|You might be interested in my article, Questions for Your Financial Advisor, below.
In This Issue…
The markets seem to be at a turning point, however, it is unclear whether they are about to turn up or turn down, so this is a time to reduce risk and wait for the market to tell us what it is going to do.
Recent market action could be interpreted just about any way you want. It looks like the market has topped out, but, it has not decisively broken down yet, either. Both the charts and graphs I used extensively and the fundamental economic picture both look negative, but they are not so bad that a little positive news couldn’t change things quickly.
It is easy to focus on all the negatives in the market and the economy and be distracted by all the “noise” created in the financial media, but there are only two things that really matter in investing. Forget earnings, politics, or the price of oil. The only things that really matter in the end are, 1) How much money is out there, and 2) How willing people are to invest it?
So, as bad as things sound in the news, never take your eye off of the ball which is the amount of money available to be invested. The Fed is still pumping money into the system in record amounts. There is a LOT of money available. Much of it is getting drained off to pay down huge debts, but with all the cash available all it takes is a small amount of interest in investments to have a large impact on the financial markets.
As a result, just as wise investors should not take a lot of risk in the face of a potential market top that may be forming, now is not the time to get overly cautious because there is still a ton of rocket fuel out there to move the market higher.
Many investors regret missing the great run-up in prices from the March 9th low and the next time the market turns up they will be quicker to get in. Likewise, we don’t want to have our feet stuck in the sand and risk missing the market’s next move. This is why I always recommend only using investments that can be turned into cash on short notice, without penalty. Nimbleness and flexibility is a key in these kinds of markets.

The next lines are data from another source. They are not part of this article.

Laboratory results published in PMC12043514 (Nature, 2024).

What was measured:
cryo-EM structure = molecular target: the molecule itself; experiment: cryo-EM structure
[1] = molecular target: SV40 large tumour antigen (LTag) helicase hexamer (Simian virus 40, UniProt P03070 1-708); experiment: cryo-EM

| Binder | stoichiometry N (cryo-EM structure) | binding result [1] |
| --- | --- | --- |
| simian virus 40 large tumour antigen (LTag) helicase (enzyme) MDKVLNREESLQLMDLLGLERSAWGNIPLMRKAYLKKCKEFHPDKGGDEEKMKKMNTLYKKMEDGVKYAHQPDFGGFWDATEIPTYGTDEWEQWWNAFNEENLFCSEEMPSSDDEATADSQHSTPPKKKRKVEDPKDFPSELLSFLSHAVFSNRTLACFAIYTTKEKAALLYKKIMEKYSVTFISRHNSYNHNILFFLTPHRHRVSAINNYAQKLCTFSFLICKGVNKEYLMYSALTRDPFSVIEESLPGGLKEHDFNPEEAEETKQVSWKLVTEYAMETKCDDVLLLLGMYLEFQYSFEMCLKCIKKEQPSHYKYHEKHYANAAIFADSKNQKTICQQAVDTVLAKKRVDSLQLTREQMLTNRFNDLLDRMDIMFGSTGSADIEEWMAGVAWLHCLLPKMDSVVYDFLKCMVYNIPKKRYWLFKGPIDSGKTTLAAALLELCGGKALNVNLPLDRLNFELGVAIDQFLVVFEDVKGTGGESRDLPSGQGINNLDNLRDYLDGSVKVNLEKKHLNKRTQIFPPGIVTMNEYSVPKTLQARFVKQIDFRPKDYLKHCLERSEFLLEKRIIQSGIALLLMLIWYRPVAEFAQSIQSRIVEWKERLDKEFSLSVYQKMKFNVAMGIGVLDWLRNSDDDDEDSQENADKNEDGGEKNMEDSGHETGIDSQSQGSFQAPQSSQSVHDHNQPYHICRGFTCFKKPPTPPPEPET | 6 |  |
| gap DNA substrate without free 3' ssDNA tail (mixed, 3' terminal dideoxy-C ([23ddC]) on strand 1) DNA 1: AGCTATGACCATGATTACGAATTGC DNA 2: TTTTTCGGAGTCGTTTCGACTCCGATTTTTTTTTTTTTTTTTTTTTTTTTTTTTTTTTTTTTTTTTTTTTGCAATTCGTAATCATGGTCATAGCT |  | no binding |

Regular readers know that shorting is investing that profits when the market goes down. An old adage says to “never short a dull market”, meaning dull markets often take off quickly. Between May 1st and July 10th the market has moved up and down within a relatively narrow range but overall has changed less than 1% in that time. That is boring. Compared to last fall when we had 10% moves in single days it is very boring. And trading volume has dropped to near record lows. It won’t take much buying or selling to make the market move when so few people are participating.
Successful investors are patient investors. Right now, it is time to be cautious and patient while remaining ready for change. It is not yet time to be fully invested or short the market. One thing we do know for sure is that things will change. We just need to be ready for that change with as much of our capital intact as possible.
The Riddle of the Week
What can go up and down stairs without moving?
(See answer below)
This newsletter is quickly becoming a sensation, with new readers subscribing each week. The total number of subscribers to Money Matters is now many times the size of my client base. Thank you for your interest and support, but I sometimes wonder why every reader is not my client?
Actually, I do know. Often there may be a long time relationship with a current adviser that you are comfortable with, despite disappointing performance. Those relationships have value. I understand that. More often, simple inertia keeps things as they are. Moving accounts seems like a nasty chore that most of us would just as soon ignore, hoping it goes away.
Perhaps the most frequent reason for not changing advisers when you are dissatisfied is that deep down we all are optimists. We hope the worst is over and things will soon be back to normal. If this sounds like you, be sure you consider these questions about your financial adviser.